Microplastics – Why Did We Start Using Them?

Microplastics are small pieces of plastic that are less than 5 millimeters in diameter. They can come from a variety of sources, including the breakdown of larger plastic objects, the production of plastic products, and the use of plastic in consumer products including  cosmetics and personal care products (e.g., microbeads in scrubs and toothpaste). Clothing (e.g., synthetic fibers). Food packaging (e.g., plastic bags and wrappers). Construction materials (e.g., plastic pipes and insulation). Electronics (e.g., plastic components)

The use of microplastics in products began in the early 1900s. At the time, plastics were a new and innovative material, and they were seen as a way to improve the quality and performance of products. Microplastics were first used in cosmetics and personal care products, such as toothpaste and face scrubs. They were also used in a variety of other products, such as clothing, food packaging, and construction materials.

The use of microplastics increased dramatically in the 1950s and 1960s. This was due to a number of factors, including the growth of the plastics industry, the increasing demand for consumer goods, and the development of new technologies for producing and processing plastics. Their use has continued to grow in recent years due to  the increasing popularity of disposable products, the growth of the e-commerce industry, and the development of new applications for plastics.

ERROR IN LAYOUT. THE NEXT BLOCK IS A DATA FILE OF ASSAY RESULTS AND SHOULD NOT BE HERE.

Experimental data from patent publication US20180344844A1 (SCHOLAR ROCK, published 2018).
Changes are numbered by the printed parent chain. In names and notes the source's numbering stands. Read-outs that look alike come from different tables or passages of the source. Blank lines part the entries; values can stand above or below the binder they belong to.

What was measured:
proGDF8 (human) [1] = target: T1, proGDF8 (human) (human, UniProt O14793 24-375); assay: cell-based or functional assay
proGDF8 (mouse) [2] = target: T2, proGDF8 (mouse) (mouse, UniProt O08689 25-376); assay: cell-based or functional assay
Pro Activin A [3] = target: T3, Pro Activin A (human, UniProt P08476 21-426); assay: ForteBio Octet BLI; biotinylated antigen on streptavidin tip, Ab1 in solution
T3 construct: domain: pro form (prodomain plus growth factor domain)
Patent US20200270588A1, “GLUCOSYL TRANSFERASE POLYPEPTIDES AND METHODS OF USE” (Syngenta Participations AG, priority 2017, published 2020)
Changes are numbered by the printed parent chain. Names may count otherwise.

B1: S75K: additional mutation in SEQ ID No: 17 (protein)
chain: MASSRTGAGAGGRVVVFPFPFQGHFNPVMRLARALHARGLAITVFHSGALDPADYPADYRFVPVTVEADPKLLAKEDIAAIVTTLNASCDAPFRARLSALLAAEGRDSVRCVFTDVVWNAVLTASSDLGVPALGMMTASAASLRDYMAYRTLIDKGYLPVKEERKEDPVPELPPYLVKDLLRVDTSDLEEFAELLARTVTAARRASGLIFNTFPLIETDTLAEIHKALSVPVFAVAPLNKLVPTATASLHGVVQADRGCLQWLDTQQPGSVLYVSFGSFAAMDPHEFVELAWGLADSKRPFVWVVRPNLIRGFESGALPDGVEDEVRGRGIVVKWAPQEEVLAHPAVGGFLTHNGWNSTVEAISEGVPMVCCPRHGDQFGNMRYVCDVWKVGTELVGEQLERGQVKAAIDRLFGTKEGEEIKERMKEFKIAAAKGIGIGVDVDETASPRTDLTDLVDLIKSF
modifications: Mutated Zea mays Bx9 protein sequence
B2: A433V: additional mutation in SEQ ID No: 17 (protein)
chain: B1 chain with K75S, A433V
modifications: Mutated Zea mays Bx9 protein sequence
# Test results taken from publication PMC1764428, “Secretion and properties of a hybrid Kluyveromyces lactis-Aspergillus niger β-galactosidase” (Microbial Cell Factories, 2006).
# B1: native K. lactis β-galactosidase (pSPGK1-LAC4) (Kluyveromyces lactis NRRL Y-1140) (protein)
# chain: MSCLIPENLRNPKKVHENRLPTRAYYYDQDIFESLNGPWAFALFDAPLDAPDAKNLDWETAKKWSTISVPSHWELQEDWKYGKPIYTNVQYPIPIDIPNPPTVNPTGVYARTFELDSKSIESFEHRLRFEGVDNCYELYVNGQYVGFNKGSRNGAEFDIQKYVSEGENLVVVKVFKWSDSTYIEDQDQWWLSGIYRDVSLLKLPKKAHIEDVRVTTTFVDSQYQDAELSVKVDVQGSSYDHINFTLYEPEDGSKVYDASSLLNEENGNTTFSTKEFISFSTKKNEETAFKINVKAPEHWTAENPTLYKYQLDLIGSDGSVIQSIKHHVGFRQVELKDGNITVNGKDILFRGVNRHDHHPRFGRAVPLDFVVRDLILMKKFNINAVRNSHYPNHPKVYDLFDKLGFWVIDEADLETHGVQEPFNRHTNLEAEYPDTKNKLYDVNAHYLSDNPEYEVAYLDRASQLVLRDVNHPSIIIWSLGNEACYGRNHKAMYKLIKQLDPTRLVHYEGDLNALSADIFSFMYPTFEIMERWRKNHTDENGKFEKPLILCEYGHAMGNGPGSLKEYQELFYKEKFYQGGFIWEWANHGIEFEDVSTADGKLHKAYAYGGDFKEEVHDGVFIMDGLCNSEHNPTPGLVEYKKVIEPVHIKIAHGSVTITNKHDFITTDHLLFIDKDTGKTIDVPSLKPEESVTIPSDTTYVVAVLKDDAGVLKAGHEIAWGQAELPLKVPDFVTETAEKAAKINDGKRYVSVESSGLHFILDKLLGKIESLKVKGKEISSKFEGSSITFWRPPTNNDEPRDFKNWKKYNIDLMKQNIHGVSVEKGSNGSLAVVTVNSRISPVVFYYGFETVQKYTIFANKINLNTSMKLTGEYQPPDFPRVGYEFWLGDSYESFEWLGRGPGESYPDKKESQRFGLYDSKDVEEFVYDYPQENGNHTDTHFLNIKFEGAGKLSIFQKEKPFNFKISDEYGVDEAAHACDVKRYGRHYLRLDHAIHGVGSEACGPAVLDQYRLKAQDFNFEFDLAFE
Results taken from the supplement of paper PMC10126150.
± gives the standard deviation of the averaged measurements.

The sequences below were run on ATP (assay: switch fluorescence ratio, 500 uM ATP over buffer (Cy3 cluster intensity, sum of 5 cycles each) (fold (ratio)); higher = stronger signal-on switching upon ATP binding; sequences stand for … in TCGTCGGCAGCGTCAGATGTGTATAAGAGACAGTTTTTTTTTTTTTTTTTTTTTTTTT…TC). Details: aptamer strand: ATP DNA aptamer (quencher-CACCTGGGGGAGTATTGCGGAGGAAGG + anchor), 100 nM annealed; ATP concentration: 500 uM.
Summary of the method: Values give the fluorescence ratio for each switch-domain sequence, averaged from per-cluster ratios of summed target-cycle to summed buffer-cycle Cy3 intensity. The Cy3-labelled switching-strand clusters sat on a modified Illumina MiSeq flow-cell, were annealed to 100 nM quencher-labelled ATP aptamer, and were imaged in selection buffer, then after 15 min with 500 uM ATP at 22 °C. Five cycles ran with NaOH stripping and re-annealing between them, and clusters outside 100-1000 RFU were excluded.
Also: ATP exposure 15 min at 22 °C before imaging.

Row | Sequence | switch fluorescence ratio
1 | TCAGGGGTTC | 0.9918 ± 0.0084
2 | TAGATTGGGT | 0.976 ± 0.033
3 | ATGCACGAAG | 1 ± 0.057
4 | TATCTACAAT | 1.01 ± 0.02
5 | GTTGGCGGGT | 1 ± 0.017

There are a number of reasons why we use microplastics in products. Some of the reasons include, Cost-effectiveness: Microplastics are relatively inexpensive to produce, which makes them a cost-effective option for manufacturers. Versatility: Microplastics can be used in a variety of products, which makes them a versatile material for manufacturers. Durability: Microplastics are durable and long-lasting, which makes them a good choice for products that need to withstand wear and tear. Appearance: Microplastics can be used to improve the appearance of products, making them more appealing to consumers.

However, there are also a number of concerns about the use of microplastics. Environmental impact: Microplastics can pollute the environment, harming wildlife and ecosystems. Health risks: The potential health risks of microplastic exposure are unknown. Sustainability: The production of microplastics requires the use of fossil fuels, which contributes to climate change.

As a result of these concerns, there is a growing movement to reduce the use of microplastics. A number of countries and organizations have banned or restricted the use of microplastics in certain products. In addition, a number of companies have announced plans to phase out the use of microplastics in their products.